(third in our series on local footpaths)
The footpath starts on the public road at Wagmuggle just past the cottage which is on the road from Kerney Bridge towards Mornick. There is a sign on the left hand side of the road. The path goes down a short incline and then crosses a stream by means of a granite footbridge, which as shown in the winter can be quite swollen so you need to be steady on your feet if you are to avoid a soaking.
At the other side of the stream you go through a wooden gate and into an open large field with a hill on your right hand side with a couple iconic trees. There are often sheep in this field so, if like me, you walk with a dog you’ll need to be careful to use a lead.
The field is very large with sometimes sheep hidden at the top of the slope, so perhaps at this point its best to use a lead straight away.
Walk straight on keeping the fence on your left hand side. At the far side of the field you’ll see a stile which has no apparent way to get a dog through except carrying it across so again this path definitely not for you if you have a large dog or difficulty getting over the stile. Just before this if you look to the left you’ll get a good view of the Lynher flowing at the bottom of the field.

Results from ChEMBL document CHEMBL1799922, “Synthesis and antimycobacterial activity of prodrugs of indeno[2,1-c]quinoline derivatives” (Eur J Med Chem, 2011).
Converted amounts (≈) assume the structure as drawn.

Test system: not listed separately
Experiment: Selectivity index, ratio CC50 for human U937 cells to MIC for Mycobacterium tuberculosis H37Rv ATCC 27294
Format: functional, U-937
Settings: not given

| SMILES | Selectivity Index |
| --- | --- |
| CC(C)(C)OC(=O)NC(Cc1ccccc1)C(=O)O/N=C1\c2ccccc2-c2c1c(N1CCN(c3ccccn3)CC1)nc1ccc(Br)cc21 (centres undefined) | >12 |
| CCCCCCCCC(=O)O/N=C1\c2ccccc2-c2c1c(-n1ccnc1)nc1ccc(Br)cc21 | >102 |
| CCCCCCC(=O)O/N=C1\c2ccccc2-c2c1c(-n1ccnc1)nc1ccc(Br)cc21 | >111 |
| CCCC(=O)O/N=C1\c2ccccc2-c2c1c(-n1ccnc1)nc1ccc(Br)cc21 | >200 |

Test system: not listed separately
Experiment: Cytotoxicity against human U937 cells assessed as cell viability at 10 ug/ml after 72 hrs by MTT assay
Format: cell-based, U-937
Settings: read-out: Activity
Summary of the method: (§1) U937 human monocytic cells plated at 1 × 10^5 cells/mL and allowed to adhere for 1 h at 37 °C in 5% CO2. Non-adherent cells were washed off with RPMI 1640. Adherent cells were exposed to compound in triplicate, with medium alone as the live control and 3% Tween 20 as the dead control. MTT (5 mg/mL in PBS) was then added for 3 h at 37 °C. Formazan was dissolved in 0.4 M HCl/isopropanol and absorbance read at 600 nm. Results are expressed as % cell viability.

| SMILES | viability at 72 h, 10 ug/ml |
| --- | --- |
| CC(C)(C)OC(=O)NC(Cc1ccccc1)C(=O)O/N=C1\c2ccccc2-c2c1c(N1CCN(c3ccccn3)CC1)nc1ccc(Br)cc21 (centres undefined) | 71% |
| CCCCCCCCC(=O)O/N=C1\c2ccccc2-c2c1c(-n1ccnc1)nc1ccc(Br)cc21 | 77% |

From here you need to go straight across the field with no obvious track except you should stay on the slope and not in the bog, where water fowl can be seen. The stream is on your left hand side. A short way on you should notice 2 granite foot bridges to cross to a wooden gate, with a chain looped over the granite gatepost.
Follow the track, through another gate and into Stockaton Wood, the path runs along its northward boundary and is often muddy even in summer.
On a few occasions I have tried to explore the wood trying to reach the Lynher which forms the southward boundary of the wood but even in the driest of spells the wood Rosie crossing granite bridge over stream is very wet with deep mud and pools in many places. Through another gate and onwards and you’ll reach a lane that turns right from the path. This goes up to Browda Farm and the end of the track at the public highway. The path has been diverted straight on on and skirts through more wood and reaches the public highway a little along the road from Browda to Plushabridge.
Of note if you are like me and headed back via Linkinhorne and a possible drink in the Church House Inn (now closed) you might notice that about half way between Browda Farm and Linkinhorne in a field on the right hand side is the remains of an ancient settlement marked on my map as Roundbury. The settlement can be located by three beech trees on the left of the road. I know no more about the settlement except that it appears to be well preserved with on obvious ditch and mound surrounding it.